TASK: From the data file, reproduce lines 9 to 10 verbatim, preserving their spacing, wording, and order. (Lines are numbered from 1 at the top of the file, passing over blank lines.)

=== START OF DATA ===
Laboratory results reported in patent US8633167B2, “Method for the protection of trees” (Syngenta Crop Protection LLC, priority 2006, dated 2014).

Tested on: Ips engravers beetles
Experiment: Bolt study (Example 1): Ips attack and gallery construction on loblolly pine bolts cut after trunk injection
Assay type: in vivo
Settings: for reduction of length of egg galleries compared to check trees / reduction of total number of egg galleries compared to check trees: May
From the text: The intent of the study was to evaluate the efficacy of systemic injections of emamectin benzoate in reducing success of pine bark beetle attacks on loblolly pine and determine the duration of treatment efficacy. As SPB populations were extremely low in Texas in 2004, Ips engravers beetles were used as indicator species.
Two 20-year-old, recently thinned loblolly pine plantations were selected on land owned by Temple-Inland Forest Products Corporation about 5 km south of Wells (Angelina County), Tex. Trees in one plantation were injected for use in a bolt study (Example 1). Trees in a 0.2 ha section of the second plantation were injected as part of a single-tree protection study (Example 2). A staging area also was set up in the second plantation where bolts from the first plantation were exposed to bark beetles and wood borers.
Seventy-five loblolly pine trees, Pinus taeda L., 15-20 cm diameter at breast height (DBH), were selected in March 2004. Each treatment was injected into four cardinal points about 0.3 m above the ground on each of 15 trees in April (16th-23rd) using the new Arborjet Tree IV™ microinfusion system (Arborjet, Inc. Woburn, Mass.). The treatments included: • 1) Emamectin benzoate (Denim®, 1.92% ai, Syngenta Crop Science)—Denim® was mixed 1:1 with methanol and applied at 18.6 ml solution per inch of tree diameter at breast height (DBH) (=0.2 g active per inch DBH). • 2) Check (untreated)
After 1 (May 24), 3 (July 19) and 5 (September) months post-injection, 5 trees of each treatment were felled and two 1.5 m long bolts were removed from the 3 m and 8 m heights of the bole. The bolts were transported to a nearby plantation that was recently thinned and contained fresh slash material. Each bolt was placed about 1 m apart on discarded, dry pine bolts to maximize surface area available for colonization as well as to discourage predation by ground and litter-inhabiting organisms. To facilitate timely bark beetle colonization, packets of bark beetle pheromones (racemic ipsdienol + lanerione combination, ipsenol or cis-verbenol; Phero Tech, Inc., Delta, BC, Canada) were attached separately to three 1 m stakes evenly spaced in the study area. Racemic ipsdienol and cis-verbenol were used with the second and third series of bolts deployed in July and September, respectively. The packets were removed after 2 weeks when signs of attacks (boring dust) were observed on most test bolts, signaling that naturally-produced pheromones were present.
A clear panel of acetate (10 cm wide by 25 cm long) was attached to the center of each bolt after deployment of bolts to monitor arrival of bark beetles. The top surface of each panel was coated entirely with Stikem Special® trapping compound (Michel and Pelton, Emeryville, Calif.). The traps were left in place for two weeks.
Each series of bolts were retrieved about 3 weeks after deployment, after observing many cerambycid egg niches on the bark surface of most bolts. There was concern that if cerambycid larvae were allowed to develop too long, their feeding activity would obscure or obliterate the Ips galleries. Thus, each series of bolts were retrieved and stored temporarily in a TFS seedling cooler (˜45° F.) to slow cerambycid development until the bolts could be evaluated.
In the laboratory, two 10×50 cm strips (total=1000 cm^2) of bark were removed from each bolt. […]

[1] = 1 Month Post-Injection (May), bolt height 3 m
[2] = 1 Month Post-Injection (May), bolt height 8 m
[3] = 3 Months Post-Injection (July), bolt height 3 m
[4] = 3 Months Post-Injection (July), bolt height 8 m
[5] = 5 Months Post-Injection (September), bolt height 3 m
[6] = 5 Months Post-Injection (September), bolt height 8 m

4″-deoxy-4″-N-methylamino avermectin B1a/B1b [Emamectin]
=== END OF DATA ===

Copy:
After 1 (May 24), 3 (July 19) and 5 (September) months post-injection, 5 trees of each treatment were felled and two 1.5 m long bolts were removed from the 3 m and 8 m heights of the bole. The bolts were transported to a nearby plantation that was recently thinned and contained fresh slash material. Each bolt was placed about 1 m apart on discarded, dry pine bolts to maximize surface area available for colonization as well as to discourage predation by ground and litter-inhabiting organisms. To facilitate timely bark beetle colonization, packets of bark beetle pheromones (racemic ipsdienol + lanerione combination, ipsenol or cis-verbenol; Phero Tech, Inc., Delta, BC, Canada) were attached separately to three 1 m stakes evenly spaced in the study area. Racemic ipsdienol and cis-verbenol were used with the second and third series of bolts deployed in July and September, respectively. The packets were removed after 2 weeks when signs of attacks (boring dust) were observed on most test bolts, signaling that naturally-produced pheromones were present.
A clear panel of acetate (10 cm wide by 25 cm long) was attached to the center of each bolt after deployment of bolts to monitor arrival of bark beetles. The top surface of each panel was coated entirely with Stikem Special® trapping compound (Michel and Pelton, Emeryville, Calif.). The traps were left in place for two weeks.